Not a very different analysis from the one that Villaraigosa himself offers. “Did I want that County Fed endorsement? Darn right I did,” he says. ” But look, I’m a big kid and I know people do things out of self-interest and opportunism. But when elected I’m going to have to work with everyone, even those who weren’t with me. Of course I’m going to work with labor.”
Villaraigosa has lined up the support not only of a majority of Latinos but also of environmental groups such as the League of Conservation Voters and the Sierra Club. He remains popular among middle-class liberal activists and union rank and file. The gay Stonewall Democratic clubs have also endorsed him. But he has confounded some of his once fervent progressive supporters. His campaign this year lacks the fire and vision that ignited his 2001 run. After co-chairing John Kerry’s campaign (and being actively considered for a Cabinet post in a Kerry White House), Villaraigosa has visibly shifted toward the political center. He denies any sharp ideological differences with Hahn and instead emphasizes “leadership” as his strongest quality.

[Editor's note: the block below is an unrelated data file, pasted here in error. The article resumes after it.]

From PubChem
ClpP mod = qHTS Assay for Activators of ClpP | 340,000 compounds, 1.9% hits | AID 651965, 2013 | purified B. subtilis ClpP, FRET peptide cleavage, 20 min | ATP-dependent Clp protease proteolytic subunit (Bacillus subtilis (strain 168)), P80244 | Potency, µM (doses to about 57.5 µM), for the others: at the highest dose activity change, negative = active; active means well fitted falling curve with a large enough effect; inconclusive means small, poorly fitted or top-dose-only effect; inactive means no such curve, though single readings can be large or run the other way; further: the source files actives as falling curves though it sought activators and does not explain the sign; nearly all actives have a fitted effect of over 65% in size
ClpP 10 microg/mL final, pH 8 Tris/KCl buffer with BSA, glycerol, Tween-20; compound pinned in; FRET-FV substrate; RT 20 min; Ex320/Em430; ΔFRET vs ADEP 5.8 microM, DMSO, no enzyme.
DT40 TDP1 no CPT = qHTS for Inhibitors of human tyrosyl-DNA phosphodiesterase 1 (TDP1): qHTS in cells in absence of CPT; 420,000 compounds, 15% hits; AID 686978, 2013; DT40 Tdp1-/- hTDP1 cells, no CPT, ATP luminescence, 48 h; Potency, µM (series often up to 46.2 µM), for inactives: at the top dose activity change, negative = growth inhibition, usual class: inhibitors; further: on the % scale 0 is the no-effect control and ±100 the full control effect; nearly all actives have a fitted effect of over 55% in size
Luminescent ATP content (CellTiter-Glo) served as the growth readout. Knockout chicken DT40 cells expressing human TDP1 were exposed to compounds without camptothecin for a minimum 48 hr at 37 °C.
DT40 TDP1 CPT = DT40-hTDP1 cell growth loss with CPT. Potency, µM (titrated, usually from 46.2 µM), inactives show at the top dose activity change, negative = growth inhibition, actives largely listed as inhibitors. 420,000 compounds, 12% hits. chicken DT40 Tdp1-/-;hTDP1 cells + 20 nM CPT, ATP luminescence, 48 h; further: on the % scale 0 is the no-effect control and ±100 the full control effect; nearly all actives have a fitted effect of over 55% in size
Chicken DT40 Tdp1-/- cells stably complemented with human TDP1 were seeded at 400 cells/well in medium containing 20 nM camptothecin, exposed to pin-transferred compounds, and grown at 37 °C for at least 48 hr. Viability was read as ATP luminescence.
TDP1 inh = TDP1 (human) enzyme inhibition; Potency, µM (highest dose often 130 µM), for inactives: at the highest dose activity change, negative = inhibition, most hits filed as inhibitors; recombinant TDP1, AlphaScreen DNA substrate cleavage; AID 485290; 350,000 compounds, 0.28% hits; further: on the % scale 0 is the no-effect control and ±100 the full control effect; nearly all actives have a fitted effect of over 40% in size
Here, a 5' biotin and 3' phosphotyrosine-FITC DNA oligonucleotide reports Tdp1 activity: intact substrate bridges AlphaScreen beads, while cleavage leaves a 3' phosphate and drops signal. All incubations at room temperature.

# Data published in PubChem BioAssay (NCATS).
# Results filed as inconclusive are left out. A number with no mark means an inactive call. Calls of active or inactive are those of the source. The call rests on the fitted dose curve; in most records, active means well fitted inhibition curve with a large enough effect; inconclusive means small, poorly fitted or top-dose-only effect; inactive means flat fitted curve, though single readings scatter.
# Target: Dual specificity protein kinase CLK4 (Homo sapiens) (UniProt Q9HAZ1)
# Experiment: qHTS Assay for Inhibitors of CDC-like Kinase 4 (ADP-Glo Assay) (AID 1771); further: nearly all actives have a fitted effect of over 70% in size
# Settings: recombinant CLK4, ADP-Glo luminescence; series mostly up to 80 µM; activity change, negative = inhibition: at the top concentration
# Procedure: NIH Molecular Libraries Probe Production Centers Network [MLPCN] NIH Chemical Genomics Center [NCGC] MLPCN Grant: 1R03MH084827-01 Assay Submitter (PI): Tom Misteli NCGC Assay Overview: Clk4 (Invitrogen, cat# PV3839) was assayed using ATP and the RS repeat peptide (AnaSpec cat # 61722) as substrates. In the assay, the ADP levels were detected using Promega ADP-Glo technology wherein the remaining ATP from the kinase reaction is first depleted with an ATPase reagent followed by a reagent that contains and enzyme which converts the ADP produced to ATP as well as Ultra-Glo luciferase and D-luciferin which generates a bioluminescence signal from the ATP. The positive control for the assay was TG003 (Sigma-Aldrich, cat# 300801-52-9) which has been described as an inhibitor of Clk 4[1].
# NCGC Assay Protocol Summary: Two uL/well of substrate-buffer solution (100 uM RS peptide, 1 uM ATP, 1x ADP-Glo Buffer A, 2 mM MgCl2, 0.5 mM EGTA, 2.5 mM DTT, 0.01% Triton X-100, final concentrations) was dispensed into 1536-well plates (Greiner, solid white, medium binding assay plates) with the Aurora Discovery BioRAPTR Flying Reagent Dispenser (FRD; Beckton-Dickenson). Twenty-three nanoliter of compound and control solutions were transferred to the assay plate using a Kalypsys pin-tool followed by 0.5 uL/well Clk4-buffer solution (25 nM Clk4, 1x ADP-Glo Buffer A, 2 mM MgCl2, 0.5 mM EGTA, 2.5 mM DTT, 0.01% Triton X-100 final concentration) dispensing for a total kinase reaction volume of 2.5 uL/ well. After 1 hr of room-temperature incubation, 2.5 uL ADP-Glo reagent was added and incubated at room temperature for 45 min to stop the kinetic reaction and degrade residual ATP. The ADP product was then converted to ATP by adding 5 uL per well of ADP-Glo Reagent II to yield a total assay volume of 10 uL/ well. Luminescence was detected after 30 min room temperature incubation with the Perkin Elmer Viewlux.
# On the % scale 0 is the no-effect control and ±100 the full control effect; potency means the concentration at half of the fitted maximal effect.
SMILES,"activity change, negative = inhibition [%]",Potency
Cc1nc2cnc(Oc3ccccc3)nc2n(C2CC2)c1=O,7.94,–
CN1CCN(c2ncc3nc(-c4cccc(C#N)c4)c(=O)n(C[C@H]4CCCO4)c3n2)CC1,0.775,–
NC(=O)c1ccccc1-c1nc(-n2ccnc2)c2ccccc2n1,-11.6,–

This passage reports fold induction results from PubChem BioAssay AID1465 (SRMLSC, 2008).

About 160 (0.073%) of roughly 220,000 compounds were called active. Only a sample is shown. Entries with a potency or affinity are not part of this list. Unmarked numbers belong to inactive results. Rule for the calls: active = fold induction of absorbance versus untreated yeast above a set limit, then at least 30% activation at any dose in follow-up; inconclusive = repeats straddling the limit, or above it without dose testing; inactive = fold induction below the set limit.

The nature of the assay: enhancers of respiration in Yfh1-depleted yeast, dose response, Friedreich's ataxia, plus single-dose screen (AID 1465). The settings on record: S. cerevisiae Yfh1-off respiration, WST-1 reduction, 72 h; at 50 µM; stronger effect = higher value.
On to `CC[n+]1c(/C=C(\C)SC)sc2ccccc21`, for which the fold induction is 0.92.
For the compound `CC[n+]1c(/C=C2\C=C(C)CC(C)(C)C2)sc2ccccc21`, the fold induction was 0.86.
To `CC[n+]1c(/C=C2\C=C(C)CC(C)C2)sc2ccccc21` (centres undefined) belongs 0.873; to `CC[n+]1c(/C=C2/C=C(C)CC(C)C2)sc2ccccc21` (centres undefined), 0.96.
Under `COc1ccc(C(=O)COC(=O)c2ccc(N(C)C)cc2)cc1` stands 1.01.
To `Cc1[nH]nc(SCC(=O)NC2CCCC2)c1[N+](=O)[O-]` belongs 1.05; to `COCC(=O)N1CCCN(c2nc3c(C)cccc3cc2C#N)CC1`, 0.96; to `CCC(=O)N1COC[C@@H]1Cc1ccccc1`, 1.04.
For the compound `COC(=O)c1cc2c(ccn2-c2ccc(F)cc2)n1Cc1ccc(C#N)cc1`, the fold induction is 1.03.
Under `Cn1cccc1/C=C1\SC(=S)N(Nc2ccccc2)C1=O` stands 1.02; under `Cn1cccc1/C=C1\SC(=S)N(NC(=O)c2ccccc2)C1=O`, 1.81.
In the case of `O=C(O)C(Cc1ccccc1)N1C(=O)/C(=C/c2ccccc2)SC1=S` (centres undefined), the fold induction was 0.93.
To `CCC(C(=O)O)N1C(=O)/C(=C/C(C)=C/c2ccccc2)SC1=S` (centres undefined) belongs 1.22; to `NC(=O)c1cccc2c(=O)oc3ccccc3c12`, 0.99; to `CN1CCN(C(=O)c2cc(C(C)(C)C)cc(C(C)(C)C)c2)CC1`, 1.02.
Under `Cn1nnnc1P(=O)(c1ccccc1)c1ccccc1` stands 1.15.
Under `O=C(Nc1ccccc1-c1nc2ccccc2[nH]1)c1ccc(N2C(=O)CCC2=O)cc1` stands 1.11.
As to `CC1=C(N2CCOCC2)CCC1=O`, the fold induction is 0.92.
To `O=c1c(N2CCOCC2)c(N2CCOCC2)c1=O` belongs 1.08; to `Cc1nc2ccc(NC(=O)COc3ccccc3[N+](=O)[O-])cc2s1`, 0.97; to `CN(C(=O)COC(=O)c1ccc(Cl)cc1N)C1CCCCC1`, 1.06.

Further scrambling LA liberal constituencies, a decisive majority of black voters are backing the candidacy of former LAPD Chief Parks in spite of his own taint from the historic Ramparts Division police abuse scandal and his decidedly conservative skew. Some of the progressive Latino vote is being captured by the vanity campaign of State Senator Richard Alarcón. And a late surge by former California State Assembly Speaker Bob Hertzberg, a moderate and well-funded Democrat, could knock Hahn out of the race, meaning that local Labor would have made its compromises only to back a loser.
Such is the fix the LA left finds itself in a few weeks before the first round of mayoral voting. Its dilemma mirrors the crisis experienced by liberals nationwide during the Clinton Administration: How much do you support the Democratic incumbent? And how much do you remain in opposition, pushing for a more progressive alternative? “What haunts me about this race is the possibility that we Democrats just do a whole lot better when we are out of power,” says the veteran consultant. Then, quoting the plaintive phrase used by the central figure in LA’s most famous case of police brutality, he adds, “Where’s Rodney King when you need him? ‘Why can’t we all just get along?'”